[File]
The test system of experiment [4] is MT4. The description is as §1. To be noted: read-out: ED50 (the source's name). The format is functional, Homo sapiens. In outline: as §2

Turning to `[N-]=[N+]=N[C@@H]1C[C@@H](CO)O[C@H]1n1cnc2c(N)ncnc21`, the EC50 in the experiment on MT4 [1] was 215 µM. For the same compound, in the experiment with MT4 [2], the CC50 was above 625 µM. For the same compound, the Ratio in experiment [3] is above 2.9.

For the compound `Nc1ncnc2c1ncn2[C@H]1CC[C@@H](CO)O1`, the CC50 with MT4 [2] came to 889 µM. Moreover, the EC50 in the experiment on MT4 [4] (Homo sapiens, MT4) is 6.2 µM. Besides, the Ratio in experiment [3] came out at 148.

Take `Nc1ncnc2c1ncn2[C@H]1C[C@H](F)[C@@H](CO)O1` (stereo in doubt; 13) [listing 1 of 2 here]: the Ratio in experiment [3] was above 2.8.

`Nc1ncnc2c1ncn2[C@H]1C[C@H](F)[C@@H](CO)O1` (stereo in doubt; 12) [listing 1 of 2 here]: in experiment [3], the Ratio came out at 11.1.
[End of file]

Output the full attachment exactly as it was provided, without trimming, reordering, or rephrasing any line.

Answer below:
The test system of experiment [4] is MT4. The description is as §1. To be noted: read-out: ED50 (the source's name). The format is functional, Homo sapiens. In outline: as §2

Turning to `[N-]=[N+]=N[C@@H]1C[C@@H](CO)O[C@H]1n1cnc2c(N)ncnc21`, the EC50 in the experiment on MT4 [1] was 215 µM. For the same compound, in the experiment with MT4 [2], the CC50 was above 625 µM. For the same compound, the Ratio in experiment [3] is above 2.9.

For the compound `Nc1ncnc2c1ncn2[C@H]1CC[C@@H](CO)O1`, the CC50 with MT4 [2] came to 889 µM. Moreover, the EC50 in the experiment on MT4 [4] (Homo sapiens, MT4) is 6.2 µM. Besides, the Ratio in experiment [3] came out at 148.

Take `Nc1ncnc2c1ncn2[C@H]1C[C@H](F)[C@@H](CO)O1` (stereo in doubt; 13) [listing 1 of 2 here]: the Ratio in experiment [3] was above 2.8.

`Nc1ncnc2c1ncn2[C@H]1C[C@H](F)[C@@H](CO)O1` (stereo in doubt; 12) [listing 1 of 2 here]: in experiment [3], the Ratio came out at 11.1.